ORANGE cricket legend George Bonnor, last week, notched another century.
On Wednesday, June 27, it was 100 years since Bonnor passed away.
To mark the occasion a number of cricket and history enthusiasts gathered at Bonnor’s grave at the Orange Cemetery.
Mitchell Cricket Council secretary Carl Sharpe gave a toast Bonnor, who was known as a character, would have appreciated.
“Here’s to George. It’s the slowest 100 he ever got but he got there,” Sharpe said.
Bonnor was one of Australia’s great Test cricketers and he moved to Orange in 1887 before passing away in 1912.
The batsman was involved in a number of history-making moments in cricket.
He made his Test debut for Australia in the first official Test between Australia and England, played at The Oval in Surrey in 1880.
He went on to play 17 Tests for Australia including the Test of 1882, which led to the creation of the Ashes.
Bonnor was a big man, standing at 198cm and weighing 101kg.
He was known for his big hitting and once drove a ball 146 metres in Melbourne.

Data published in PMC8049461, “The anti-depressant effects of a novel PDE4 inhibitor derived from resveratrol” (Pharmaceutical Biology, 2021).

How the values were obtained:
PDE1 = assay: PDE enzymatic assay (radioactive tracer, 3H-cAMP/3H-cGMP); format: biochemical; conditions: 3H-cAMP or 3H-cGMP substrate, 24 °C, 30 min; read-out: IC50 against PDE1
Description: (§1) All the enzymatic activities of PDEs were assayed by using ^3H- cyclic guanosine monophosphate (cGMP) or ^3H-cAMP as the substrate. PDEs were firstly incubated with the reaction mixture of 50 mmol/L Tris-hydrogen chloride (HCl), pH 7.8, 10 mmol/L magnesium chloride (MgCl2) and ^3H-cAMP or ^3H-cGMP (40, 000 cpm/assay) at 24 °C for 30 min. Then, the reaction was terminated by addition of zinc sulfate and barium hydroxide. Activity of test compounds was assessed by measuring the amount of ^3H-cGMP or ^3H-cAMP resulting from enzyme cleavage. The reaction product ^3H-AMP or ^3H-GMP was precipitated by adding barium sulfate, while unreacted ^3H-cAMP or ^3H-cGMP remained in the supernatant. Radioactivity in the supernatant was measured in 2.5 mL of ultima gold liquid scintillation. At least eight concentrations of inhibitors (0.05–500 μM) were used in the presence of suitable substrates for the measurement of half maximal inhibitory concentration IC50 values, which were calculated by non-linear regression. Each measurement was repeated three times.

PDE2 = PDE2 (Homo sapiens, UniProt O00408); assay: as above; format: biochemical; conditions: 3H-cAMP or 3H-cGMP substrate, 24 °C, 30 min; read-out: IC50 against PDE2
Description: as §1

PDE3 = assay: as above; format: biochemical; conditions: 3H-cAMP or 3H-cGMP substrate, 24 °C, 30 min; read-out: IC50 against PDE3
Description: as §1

At the first Test at The Oval, Bonnor skied a ball so high the batsmen completed three runs before the ball fell into the hands of G.E Grace.
Bonnor continued his big-hitting ways when he played cricket in Orange.
On one occasion at Wade Park, Bonnor lifted the ball from the northern end and it cleared Peisley Street before landing in a coal train.
The ball was recovered from the train in Bourke where it had one mark on the leather case.
He was also involved in the first hat-trick in Test cricket, but not in the way he would have liked.
Bonnor came in on the hat-trick ball from England’s Bill Bates.
The batsman prodded the ball forward for a fielder to catch and give Bates the first Test hat-trick.
The batsman also had a good arm and once threw a cricket ball 108 metres without removing his coat.
Bonnor kept playing cricket in Orange after he moved here in 1887.
Visiting teams would be reluctant to come to Orange if they heard Bonnor was playing.
In his final season in Orange cricket he finished with an average of just over 200.
Bonnor died of a heart attack on June 27, 1912.
The Orange District Cricket Association ensured the cricketer’s legacy was honoured by creating the Bonnor Cup.
It is the trophy awarded to the winning team from the day-night competition.